The size and configuration of the shows will determine where they are staged. The one-woman show “Ann,” set for a run that begins in February, will be staged in the Spring Theatre. The more expansive first show, “Shakespeare in Love,” will be staged in the West Theatre. In terms of set pieces and cast requirements, it is the largest show T2 has ever attempted. Set pieces are currently being constructed in the scene shop located just behind the main stage. This is a major change for T2 – the former scene shop was in a warehouse in midtown Fayetteville and all pieces had to be transported and reassembled in the theater space.
The larger mainstage West Theatre / Todd Gill, Fayetteville Flyer
In a move that was important to T2 staff members, the new design attempts to keep the intimacy of the former T2 space across the street from its new home. The first row of seating in West Theatre is actually closer than the first row of seating in the former space. And the farthest seating on the first level is one row back from what patrons would have previously experienced. Beyond the first-floor closeness, there are the options to have one or two more layers of seating. A second terrace of seating called the Circle Level wraps above and around the stage. When demand requires it, an additional third level of seating can be opened one floor above, although that’s not currently in the plan for “Shakespeare in Love.”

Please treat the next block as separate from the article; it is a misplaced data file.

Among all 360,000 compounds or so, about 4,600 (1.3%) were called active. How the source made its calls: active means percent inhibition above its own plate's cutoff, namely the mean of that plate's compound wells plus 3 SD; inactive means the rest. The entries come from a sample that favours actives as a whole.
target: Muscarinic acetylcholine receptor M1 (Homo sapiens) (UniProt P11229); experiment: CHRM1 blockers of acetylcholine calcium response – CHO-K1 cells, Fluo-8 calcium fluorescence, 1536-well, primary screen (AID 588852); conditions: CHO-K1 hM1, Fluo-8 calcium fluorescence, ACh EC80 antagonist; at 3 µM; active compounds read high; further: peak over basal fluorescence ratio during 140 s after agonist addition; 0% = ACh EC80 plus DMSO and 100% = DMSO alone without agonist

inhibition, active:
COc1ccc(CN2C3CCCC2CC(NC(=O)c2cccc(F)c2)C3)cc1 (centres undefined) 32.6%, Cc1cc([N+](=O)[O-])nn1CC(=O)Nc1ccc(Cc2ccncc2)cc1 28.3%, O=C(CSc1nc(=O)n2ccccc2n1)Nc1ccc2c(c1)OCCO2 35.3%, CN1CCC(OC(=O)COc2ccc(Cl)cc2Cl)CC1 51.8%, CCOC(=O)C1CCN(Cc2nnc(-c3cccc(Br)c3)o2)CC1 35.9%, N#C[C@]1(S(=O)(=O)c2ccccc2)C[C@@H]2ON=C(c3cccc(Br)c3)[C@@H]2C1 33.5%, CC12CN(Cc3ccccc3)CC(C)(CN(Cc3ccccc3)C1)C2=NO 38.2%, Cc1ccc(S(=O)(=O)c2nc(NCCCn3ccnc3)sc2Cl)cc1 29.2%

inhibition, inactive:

What is part of the plan is to make sure that Fayetteville, the surrounding region and the crowds that will surely venture in from elsewhere know what happens in the space. The two theaters can be seen from the street. The Commons can be seen from the street as well. Everything happens right in the middle of Fayetteville, and right in the public view. The rehearsal area shows that best, Sheehan Bell said. Unlike at many theaters, the rehearsal space can be viewed through the windows, in this case from the third-floor terrace.
“It’s not in some basement,” Sheehan Bell said. “It lets the city see inside. We want everyone to know we make it here.”
And starting Aug. 8, the public can finally see what has already been made.
Guest artist apartments
The Commons, cafe and bar